Transhumanists insist that we are quickly approaching the moment at which technology will become an unstoppable and self-directing power that will usher in the “post-human” era. To get us from here to there requires the invention of “artificial intelligence” (AI), computers and/or robots that become “conscious” and self-programming, independent of human control. Actually, these advocates would say “who” becomes conscious: Transhumanists believe that AI contraptions would become self-aware and thus deserve human rights.
Don’t laugh. “Machine rights” have advocates in high places. A recent article by Hutan Ashrafian, published in the highly respected science journal Nature, is one example. Ashrafian wants a protective charter drafted—“equivalent to that of the United Nations’ Universal Declaration of Human Rights”—that would shield AI machines from being harmed by us and each other:
Humankind is arriving at the horizon of the birth of a new intelligent race. Whether or not this intelligence is ‘artificial’ does not detract from the issue that the new digital populace will deserve moral dignity and rights, and a new law to protect them.
My response to this is simple. Machines have no dignity and no rights, which properly belong exclusively to the human realm. Moreover, AI contraptions would only mimic sentience. As inanimate objects, AI contrivances could no more be “harmed” (as distinguished from damaged) than a toaster. Even if the machines were built with human cells or DNA, they would never be integrated biological beings.
Machine rights advocacy is subversively reductionist. It forthrightly diminishes the meaning and unique value of human life. For example, Princeton utilitarian bioethicist Peter Singer and Polish researcher Agata Sagan insist that AI robots could one day be at risk of becoming the victims of human oppression:
At present, robots are mere items of property. But what if they become sufficiently complex to have feelings? After all, isn't the human brain just a very complex machine? . . . The development of a conscious robot that (who?) was not widely perceived as a member of our moral community could therefore lead to mistreatment on a large scale.
The approach here rests in a leveling maneuver. If the brain is a really machine, then any thinking machine deserves the same rights that a working brain possesses. But the human brain—and, more importantly, the mind—is much more than a complex organic computer. As the Stanford physician and bioethicist William Hurlbut told me, “Human consciousness is not mere computation. It is grounded in our full embodiment and intimately engaged with the neural apparatus associated with feeling and action.” In other words, human thought arises from a complex interaction of reason, emotion, abstract analysis, experience, memories, education, unconscious motivation, body chemistry, and so on. That can never be true of AI robots. Even if an AI machine were to attain unlimited processing capacities, it wouldn’t be sentient, just hyper-calculating.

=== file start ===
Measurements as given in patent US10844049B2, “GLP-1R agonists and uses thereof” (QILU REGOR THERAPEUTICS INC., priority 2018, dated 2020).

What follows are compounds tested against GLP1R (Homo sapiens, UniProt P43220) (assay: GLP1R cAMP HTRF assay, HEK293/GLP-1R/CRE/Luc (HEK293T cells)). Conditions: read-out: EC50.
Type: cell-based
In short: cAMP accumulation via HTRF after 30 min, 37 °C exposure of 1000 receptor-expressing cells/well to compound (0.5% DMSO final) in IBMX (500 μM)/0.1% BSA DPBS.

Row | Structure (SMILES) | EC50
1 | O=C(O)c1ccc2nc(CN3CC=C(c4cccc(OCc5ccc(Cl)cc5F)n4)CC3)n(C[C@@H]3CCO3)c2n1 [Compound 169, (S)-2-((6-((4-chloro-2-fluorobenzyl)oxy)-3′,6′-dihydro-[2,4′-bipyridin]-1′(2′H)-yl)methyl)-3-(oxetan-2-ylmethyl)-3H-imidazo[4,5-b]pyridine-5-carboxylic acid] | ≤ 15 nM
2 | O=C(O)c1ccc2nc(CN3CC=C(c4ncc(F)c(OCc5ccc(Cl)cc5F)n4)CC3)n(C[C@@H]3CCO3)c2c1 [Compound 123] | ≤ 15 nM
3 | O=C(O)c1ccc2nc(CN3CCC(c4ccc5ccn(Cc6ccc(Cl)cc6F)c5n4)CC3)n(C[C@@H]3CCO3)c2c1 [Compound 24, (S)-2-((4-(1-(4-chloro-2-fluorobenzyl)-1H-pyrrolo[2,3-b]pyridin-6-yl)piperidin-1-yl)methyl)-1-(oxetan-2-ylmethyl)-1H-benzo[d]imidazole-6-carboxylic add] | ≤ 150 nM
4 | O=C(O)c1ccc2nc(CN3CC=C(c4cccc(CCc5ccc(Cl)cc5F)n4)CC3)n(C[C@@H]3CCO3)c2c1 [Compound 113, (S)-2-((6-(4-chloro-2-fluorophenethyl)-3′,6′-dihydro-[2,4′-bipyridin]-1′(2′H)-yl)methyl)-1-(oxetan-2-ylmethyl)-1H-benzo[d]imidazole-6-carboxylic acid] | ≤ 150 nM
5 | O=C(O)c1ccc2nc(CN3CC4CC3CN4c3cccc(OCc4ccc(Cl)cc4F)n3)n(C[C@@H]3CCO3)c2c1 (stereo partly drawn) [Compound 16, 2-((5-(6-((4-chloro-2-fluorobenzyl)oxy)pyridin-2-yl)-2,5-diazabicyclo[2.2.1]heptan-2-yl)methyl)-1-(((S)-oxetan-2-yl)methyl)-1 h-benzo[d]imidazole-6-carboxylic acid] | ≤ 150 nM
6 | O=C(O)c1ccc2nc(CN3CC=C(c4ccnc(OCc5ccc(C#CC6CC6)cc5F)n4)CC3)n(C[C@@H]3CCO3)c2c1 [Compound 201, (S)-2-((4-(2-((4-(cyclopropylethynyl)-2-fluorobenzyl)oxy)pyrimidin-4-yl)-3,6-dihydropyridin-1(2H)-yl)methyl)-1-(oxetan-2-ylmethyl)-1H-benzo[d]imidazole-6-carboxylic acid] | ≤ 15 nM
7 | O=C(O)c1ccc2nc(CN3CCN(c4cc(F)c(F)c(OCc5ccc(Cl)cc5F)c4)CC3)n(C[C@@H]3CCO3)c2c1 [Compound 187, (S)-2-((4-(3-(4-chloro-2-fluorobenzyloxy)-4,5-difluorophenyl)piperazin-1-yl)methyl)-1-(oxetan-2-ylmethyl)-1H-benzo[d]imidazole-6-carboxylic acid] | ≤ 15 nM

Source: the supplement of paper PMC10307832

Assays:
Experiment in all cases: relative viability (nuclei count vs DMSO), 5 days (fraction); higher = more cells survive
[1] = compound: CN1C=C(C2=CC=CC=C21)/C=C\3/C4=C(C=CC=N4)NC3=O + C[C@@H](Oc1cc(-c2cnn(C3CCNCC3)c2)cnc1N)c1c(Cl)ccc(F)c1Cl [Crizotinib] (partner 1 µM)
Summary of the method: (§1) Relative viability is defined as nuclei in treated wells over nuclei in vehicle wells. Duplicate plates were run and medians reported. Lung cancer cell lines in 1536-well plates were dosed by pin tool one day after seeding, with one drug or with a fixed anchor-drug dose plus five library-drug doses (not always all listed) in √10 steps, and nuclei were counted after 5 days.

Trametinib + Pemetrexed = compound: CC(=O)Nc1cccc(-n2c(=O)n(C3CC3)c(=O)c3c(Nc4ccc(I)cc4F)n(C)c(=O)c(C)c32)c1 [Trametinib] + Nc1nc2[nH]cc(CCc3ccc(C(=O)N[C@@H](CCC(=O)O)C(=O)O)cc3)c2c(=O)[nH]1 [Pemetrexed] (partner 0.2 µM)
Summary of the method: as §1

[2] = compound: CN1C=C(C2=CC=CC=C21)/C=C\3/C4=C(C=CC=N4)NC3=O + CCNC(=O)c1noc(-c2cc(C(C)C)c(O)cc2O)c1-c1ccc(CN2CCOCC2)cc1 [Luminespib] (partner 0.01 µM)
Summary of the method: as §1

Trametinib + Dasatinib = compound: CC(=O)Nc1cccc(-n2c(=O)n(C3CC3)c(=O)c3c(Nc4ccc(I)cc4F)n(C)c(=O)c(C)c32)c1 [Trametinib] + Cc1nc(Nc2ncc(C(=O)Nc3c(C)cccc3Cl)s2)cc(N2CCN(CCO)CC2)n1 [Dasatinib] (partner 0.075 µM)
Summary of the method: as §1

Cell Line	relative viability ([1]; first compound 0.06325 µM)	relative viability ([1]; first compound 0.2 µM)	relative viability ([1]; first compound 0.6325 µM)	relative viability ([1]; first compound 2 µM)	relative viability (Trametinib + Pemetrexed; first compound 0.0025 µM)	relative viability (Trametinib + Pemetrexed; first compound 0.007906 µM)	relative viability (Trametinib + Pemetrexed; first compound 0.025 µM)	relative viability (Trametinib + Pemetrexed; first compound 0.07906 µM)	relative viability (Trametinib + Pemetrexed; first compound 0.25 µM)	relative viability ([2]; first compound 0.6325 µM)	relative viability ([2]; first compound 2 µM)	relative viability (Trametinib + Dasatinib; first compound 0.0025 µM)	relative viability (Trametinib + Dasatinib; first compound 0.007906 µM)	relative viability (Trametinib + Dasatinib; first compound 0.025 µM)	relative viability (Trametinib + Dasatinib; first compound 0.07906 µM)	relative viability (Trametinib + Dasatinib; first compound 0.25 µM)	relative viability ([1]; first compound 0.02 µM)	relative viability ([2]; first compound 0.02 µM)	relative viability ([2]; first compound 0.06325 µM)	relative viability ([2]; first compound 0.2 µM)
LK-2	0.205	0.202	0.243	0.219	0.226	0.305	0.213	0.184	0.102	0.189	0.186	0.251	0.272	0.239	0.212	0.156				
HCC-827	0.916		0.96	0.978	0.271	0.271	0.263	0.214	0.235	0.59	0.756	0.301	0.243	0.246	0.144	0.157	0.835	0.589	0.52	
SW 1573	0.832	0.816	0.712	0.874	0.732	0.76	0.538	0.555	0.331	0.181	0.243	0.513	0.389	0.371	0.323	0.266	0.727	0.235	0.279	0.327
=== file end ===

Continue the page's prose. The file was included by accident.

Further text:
More to the point, we are moral beings by nature. AI computers would have no such inherent characteristics. Humans have free will. Beneath the silicon and the 0s and 1s of their software programming, AI robots are unthinking slaves to their algorithms. And then there is the spiritual component: The existence of a human soul may be a contentious issue these days, but regardless of whether we each have one, a manufactured machine surely would not.
None of that matters to Singer and Sagan. They believe a time will come when robots should be considered equal persons:
But if the robot was designed to have human-like capacities that might incidentally give rise to consciousness, we would have a good reason to think that it really was conscious. At that point, the movement for robot rights would begin.
It already has, but let’s hope it goes nowhere. There is a proper hierarchy of moral worth, and humans are at the apex. Even enemies of human exceptionalism understand this, which is why they always are looking for analogous capacities among lesser entities—whether animals or AI computers/robots—as a means to bootstrap them into a position of moral equality with us.
The primary consequence of creating such a false moral equivalence—perhaps, its purpose—is the diminishment of the fundamental importance of being human. It isn’t a coincidence that some of the very intellectuals waxing eloquent about personalizing machines also advocate depersonalizing some human beings. If we ever accept that machines (or chimpanzees or Old Faithful ) “are people too,” our value would cease to be seen as intrinsic or unique. Human entities would be just like other entities that possess a touch of processing capacity. This is not an act of respect and ennobling lesser beings. It is disrespect of human beings.
Wesley J. Smith is a senior fellow at the Discovery Institute’s Center on Human Exceptionalism and a consultant to the Patient’s Rights Council.
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